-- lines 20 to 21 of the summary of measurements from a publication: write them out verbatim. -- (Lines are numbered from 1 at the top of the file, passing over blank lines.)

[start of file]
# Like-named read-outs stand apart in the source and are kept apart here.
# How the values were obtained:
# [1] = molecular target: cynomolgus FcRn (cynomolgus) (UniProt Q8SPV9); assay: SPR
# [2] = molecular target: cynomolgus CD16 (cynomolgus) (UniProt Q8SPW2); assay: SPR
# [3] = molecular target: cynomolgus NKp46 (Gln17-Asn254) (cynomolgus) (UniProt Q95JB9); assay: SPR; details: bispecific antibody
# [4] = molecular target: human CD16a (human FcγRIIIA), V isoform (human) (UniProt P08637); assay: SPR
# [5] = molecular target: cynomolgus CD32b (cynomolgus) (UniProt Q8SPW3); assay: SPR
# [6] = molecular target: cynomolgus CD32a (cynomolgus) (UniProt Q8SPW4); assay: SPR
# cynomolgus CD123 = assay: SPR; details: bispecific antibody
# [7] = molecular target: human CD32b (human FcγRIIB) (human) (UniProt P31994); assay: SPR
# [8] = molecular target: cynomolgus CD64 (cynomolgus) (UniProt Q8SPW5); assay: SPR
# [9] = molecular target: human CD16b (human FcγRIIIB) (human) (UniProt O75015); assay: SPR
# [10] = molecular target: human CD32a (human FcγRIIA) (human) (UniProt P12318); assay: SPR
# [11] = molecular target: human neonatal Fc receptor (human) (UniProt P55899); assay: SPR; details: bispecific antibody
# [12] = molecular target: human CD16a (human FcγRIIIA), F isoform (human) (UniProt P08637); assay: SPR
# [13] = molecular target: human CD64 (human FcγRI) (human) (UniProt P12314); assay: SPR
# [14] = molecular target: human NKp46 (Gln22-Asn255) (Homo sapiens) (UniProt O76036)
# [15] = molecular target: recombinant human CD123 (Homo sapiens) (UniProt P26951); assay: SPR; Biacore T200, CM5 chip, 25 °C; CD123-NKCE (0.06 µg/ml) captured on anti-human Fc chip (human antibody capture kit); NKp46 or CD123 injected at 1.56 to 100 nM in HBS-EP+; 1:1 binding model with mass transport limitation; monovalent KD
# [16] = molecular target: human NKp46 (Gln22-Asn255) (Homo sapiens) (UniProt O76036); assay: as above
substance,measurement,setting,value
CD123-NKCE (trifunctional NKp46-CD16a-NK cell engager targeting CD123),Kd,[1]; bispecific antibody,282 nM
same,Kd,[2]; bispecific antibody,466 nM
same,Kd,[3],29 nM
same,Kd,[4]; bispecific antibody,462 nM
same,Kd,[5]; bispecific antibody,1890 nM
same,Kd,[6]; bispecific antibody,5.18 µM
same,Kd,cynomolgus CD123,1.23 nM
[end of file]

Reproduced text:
substance,measurement,setting,value
CD123-NKCE (trifunctional NKp46-CD16a-NK cell engager targeting CD123),Kd,[1]; bispecific antibody,282 nM